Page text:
Bachmann’s Crazy Talk Express

July 2, 2011

Some commentators (e.g. Mark McKinnon writing in the Daily Beast) are pleading for us to take Michele Bachmann seriously.  However, they do not always make clear if we should credit her candidacy or her ideas.  She might be politically successful, but she will never be a credible leader and her political ideas are simply crazy talk.

McKinnon quotes Bachmann speaking about America’s economic problems as follows.

“I don’t believe that the solutions to our problems come from Washington. More than ever, Washington is the problem, and the real solutions will come from our businesses, our communities, our schools, and the most basic and powerful unit of all—our families.”

It seems impossible that simple ignorance could produce, in such a short statement, so many errors of fact and judgment.

Bachman does not believe “the solutions to our problems come from Washington.”  However, Washington was certainly the solution to the recent banking crisis.  No other entity, certainly not Business, could have bailed out the nation’s leading banks.  So crucial and so successful was Washington’s rescue package that the nation’s most successful investor, Warren Buffett, publically thanked the government in a New York Times op-ed titled “Pretty Good for Government Work”.

Bachman says that “More than ever, Washington is the problem.  However, the government played no role in precipitating the banking crisis, except that it failed to regulate the mortgage brokers and investment banks that did create the crisis.  The phrase “Washington is the problem” was made famous by Ronald Reagan, who began the era of deregulation.  We can certainly suspect that had the Government not been hobbled by years of deregulation, under regulation, and lax regulation, it might have prevented the financial crisis.  In his testimony before congress, Allan Greenspan agreed that as chairman of the Federal Reserve, he had been too lax in regulating banks and had placed too much faith in the supposed self-correcting nature of the market.  He said, “Those of us who have looked to the self-interest of lending institutions to protect shareholders’ equity, myself included, are in a state of shocked disbelief.”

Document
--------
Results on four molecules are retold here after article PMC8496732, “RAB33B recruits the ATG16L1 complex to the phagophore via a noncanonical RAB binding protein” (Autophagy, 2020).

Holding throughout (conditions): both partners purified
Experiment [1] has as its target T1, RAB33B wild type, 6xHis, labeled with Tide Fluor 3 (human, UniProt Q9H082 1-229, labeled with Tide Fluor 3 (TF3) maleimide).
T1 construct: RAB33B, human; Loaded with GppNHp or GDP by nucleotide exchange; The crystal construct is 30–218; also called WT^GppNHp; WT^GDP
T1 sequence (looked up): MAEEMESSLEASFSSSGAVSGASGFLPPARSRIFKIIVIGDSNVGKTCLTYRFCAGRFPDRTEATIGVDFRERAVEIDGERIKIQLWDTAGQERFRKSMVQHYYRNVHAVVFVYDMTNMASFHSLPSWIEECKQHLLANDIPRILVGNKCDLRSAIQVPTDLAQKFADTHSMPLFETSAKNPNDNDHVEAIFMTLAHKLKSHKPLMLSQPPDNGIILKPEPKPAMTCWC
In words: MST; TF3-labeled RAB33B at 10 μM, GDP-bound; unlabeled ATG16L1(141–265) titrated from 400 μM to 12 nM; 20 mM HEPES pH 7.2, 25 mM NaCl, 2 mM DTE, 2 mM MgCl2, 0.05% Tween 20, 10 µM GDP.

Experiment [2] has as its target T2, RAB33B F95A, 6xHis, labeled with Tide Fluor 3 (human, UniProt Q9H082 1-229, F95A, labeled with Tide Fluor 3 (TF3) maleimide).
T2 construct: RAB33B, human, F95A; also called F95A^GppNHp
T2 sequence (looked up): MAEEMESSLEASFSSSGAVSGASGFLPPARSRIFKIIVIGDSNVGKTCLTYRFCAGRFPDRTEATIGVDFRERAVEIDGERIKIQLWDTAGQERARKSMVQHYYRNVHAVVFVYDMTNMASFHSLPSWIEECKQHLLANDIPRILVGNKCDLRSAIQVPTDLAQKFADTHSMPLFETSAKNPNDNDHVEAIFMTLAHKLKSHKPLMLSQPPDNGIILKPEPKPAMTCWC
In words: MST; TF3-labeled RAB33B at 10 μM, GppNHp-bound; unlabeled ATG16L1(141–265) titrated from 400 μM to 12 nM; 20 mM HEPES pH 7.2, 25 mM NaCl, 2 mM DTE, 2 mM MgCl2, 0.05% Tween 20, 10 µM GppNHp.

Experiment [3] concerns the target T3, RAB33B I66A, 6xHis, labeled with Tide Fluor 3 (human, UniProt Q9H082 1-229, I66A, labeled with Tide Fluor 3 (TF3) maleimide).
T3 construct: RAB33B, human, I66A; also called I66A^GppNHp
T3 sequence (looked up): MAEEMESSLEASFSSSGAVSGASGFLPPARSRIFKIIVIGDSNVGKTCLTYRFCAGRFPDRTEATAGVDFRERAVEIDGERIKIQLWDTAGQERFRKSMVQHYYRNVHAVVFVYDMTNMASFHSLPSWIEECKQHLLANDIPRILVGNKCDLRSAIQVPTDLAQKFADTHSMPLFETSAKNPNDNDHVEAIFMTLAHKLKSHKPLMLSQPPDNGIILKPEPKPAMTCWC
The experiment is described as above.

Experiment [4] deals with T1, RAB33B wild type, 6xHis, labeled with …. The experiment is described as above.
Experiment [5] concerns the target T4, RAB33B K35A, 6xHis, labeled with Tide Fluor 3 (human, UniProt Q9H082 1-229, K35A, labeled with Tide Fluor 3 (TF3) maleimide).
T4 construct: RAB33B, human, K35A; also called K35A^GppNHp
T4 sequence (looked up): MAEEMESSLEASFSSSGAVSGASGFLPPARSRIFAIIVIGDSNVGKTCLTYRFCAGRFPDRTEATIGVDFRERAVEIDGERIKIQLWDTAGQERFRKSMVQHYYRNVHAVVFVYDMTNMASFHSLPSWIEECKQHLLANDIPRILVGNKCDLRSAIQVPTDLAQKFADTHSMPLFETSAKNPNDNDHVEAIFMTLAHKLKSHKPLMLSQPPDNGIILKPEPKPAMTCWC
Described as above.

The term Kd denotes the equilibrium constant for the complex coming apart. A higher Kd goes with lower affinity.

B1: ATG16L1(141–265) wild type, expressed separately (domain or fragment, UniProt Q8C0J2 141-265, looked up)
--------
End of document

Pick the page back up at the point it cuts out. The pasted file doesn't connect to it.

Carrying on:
Bachman says that “the real solutions will come from our businesses, our communities, our schools, and the most basic and powerful unit of all—our families.”  What is it about recent history that would give anyone a shred of hope that business is the solution to any problem, much less the current economic slump that it created?  Furthermore, the nation’s major economic problem is high unemployment and it is unlikely in the extreme that international corporations, even those based in the U.S., will hire American workers when they can hire labor more cheaply abroad.

Charles E. Wilson, President of General Motors and President Eisenhower’s Secretary of Defense, famously remarked that he thought “what was good for the country was good for General Motors and vice versa.” Because our corporations are now international players, Wilson’s remark is no longer true either in its specific or in its general, metaphorical sense.

As for our communities and our schools, because of the business-induced economic downturn, they are underfunded and barely able to provide basic services, much less provide a solution to the nation’s current economic woes.

Similarly “the most basic and powerful unit of all—our families”, are in no position to help.  It is not clear how Bachmann thinks families could increase employment when nearly 10% of them are being undermined by unemployment.  If Bachman believes that the American family is important, she should be (but is not) a champion of government programs that strengthen most of America’s families: progressive taxation, day care, health care, etc.

The misrepresentations packed into this short quote are unlikely to be the result of ignorance.  At best, they are cynical propaganda.  At worst they are the ravings of a crazed charlatan.


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